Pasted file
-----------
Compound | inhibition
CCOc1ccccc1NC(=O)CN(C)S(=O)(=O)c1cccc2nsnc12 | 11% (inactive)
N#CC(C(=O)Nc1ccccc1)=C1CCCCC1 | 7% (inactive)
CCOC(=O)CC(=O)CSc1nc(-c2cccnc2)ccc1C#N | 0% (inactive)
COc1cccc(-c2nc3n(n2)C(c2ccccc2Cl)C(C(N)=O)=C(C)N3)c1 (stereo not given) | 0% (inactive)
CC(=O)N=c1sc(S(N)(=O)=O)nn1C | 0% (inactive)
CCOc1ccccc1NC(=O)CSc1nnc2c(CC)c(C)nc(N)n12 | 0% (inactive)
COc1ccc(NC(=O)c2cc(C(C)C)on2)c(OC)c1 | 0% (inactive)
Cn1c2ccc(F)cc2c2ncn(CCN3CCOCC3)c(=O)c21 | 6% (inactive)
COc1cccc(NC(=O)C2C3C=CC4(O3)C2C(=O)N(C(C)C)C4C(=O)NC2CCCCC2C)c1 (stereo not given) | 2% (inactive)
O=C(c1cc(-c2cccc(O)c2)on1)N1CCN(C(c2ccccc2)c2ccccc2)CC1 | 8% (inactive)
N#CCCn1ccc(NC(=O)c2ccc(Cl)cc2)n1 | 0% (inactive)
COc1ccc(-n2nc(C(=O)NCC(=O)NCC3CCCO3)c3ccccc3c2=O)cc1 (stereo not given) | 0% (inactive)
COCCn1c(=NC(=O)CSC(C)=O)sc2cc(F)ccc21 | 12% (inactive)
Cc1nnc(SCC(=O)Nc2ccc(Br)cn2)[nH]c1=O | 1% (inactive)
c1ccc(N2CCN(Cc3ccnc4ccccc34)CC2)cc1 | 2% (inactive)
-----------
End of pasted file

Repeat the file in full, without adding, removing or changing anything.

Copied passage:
Compound | inhibition
CCOc1ccccc1NC(=O)CN(C)S(=O)(=O)c1cccc2nsnc12 | 11% (inactive)
N#CC(C(=O)Nc1ccccc1)=C1CCCCC1 | 7% (inactive)
CCOC(=O)CC(=O)CSc1nc(-c2cccnc2)ccc1C#N | 0% (inactive)
COc1cccc(-c2nc3n(n2)C(c2ccccc2Cl)C(C(N)=O)=C(C)N3)c1 (stereo not given) | 0% (inactive)
CC(=O)N=c1sc(S(N)(=O)=O)nn1C | 0% (inactive)
CCOc1ccccc1NC(=O)CSc1nnc2c(CC)c(C)nc(N)n12 | 0% (inactive)
COc1ccc(NC(=O)c2cc(C(C)C)on2)c(OC)c1 | 0% (inactive)
Cn1c2ccc(F)cc2c2ncn(CCN3CCOCC3)c(=O)c21 | 6% (inactive)
COc1cccc(NC(=O)C2C3C=CC4(O3)C2C(=O)N(C(C)C)C4C(=O)NC2CCCCC2C)c1 (stereo not given) | 2% (inactive)
O=C(c1cc(-c2cccc(O)c2)on1)N1CCN(C(c2ccccc2)c2ccccc2)CC1 | 8% (inactive)
N#CCCn1ccc(NC(=O)c2ccc(Cl)cc2)n1 | 0% (inactive)
COc1ccc(-n2nc(C(=O)NCC(=O)NCC3CCCO3)c3ccccc3c2=O)cc1 (stereo not given) | 0% (inactive)
COCCn1c(=NC(=O)CSC(C)=O)sc2cc(F)ccc21 | 12% (inactive)
Cc1nnc(SCC(=O)Nc2ccc(Br)cn2)[nH]c1=O | 1% (inactive)
c1ccc(N2CCN(Cc3ccnc4ccccc34)CC2)cc1 | 2% (inactive)